Notably, the difference in survival was significant even though participants in the control group were more frequently given subsequent treatments, including other immunotherapies, as part of receiving best supportive care.

This finding, “highlights the benefit of starting avelumab immediately after first-line chemotherapy instead of waiting for disease progression,” the researchers wrote.

The trial did not identify any new safety concerns associated with the treatment. The overall incidence of any adverse events was higher in the Bavencio group (98% vs. 77.7%), as was the incidence of serious adverse events (47.4% vs. 25.2%). Some of the most common adverse events associated with Bavencio included fatigue, itch, urinary tract infection, and joint pain.

Two on-study deaths were attributed to Bavencio treatment: one due to sepsis that developed after a urinary tract infection after 11 infusions, and one due to a stroke that occurred 100 days after a single Bavencio infusion.

“Bavencio is the only immunotherapy treatment to demonstrate in the first-line setting the ability to help patients with locally advanced or metastatic urothelial carcinoma live longer,” Bar-Zohar said.

“Patients living with locally advanced or metastatic urothelial carcinoma in Europe are in urgent need of more treatment options that have the potential to extend their lives,” added Chris Boshoff, MD, PhD, chief development officer, oncology, Pfizer Global Product Development.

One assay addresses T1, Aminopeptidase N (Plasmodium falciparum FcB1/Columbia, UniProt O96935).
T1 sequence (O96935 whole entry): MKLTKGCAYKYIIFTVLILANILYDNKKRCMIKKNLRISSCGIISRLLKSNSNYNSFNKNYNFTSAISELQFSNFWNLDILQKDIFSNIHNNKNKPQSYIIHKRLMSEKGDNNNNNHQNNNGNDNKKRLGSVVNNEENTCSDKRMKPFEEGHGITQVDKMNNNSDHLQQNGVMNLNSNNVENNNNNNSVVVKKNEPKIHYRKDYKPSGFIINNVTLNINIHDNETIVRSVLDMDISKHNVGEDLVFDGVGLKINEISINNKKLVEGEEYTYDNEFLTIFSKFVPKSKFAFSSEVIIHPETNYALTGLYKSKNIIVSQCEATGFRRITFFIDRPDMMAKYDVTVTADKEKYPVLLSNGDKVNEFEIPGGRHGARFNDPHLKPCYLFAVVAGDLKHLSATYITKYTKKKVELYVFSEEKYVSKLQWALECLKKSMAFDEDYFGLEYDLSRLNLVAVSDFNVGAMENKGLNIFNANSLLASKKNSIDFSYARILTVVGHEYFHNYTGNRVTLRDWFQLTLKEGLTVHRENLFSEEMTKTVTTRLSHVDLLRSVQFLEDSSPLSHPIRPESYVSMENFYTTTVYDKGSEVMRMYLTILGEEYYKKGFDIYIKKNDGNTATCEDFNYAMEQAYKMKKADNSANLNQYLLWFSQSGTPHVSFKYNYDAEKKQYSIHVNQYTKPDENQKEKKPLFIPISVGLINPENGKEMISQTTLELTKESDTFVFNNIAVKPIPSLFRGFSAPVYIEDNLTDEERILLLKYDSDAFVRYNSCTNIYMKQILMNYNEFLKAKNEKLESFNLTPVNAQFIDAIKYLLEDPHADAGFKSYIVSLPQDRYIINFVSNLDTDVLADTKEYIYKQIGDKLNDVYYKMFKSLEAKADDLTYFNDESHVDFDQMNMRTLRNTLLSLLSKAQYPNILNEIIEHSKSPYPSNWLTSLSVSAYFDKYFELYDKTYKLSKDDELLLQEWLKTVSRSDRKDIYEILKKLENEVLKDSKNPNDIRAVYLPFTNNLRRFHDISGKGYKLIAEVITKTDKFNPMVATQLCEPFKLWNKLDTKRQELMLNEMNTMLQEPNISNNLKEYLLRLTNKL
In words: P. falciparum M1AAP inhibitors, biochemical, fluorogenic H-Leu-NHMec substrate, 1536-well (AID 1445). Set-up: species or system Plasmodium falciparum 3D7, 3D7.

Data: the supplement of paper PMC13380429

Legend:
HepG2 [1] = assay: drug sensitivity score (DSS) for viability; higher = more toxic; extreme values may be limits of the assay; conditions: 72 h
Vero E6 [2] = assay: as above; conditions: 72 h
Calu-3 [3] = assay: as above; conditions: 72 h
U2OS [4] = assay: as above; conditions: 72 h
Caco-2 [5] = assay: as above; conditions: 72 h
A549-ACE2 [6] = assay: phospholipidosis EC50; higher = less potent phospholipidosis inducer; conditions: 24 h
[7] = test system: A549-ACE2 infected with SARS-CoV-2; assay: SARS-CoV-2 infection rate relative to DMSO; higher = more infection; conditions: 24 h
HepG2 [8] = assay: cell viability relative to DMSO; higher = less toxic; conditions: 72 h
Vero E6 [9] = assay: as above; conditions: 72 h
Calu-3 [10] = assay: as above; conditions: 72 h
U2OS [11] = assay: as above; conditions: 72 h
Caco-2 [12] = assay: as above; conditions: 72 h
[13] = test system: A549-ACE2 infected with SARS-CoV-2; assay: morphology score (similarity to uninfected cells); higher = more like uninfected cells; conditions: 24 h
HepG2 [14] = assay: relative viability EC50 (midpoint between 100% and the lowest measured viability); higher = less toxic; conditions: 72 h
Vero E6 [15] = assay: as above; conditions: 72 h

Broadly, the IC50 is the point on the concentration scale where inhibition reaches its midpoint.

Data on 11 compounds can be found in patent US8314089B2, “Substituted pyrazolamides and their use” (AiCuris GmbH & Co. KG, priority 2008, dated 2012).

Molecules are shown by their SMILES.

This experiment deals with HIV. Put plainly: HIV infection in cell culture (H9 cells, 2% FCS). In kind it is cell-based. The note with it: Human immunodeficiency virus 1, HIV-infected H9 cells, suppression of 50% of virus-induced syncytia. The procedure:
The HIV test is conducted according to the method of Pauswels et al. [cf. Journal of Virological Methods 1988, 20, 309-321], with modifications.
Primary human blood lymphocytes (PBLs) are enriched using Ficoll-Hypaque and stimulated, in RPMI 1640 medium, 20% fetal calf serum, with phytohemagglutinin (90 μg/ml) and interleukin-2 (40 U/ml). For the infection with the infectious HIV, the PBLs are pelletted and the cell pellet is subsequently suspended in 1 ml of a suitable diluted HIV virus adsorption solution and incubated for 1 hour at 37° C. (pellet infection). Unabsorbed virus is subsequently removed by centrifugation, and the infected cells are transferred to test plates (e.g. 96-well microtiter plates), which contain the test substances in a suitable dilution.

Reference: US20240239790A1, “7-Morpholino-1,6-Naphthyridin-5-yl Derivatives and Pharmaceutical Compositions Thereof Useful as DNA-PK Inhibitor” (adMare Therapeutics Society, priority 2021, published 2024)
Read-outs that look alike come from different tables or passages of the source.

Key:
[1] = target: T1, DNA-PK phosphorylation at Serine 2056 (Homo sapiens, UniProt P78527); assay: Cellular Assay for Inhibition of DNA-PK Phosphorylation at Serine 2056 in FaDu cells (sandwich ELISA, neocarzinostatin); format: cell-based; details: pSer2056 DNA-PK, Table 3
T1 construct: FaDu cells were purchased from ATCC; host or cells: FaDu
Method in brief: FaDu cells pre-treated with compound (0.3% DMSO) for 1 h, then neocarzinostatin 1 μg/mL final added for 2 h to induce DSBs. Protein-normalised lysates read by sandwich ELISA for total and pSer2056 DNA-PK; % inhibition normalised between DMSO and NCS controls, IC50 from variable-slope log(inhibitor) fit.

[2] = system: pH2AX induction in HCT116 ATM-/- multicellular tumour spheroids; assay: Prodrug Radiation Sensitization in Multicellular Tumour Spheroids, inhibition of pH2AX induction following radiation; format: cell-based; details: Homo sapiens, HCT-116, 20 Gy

“The overall survival results from JAVELIN Bladder 100 show the potential benefits of a first-line maintenance approach with Bavencio as a significant advancement for patients with locally advanced or metastatic urothelial carcinoma,” Boshoff said.

Marisa holds an MS in Cellular and Molecular Pathology from the University of Pittsburgh, where she studied novel genetic drivers of ovarian cancer. She specializes in cancer biology, immunology, and genetics. Marisa began working with BioNews in 2018, and has written about science and health for SelfHacked and the Genetics Society of America. She also writes/composes musicals and coaches the University of Pittsburgh fencing club.
Total Posts: 396
Inês holds a PhD in Biomedical Sciences from the University of Lisbon, Portugal, where she specialized in blood vessel biology, blood stem cells, and cancer. Before that, she studied Cell and Molecular Biology at Universidade Nova de Lisboa and worked as a research fellow at Faculdade de Ciências e Tecnologias and Instituto Gulbenkian de Ciência. Inês currently works as a Managing Science Editor, striving to deliver the latest scientific advances to patient communities in a clear and accurate manner.
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Marisa holds an MS in Cellular and Molecular Pathology from the University of Pittsburgh, where she studied novel genetic drivers of ovarian cancer. She specializes in cancer biology, immunology, and genetics. Marisa began working with BioNews in 2018, and has written about science and health for SelfHacked and the Genetics Society of America. She also writes/composes musicals and coaches the University of Pittsburgh fencing club.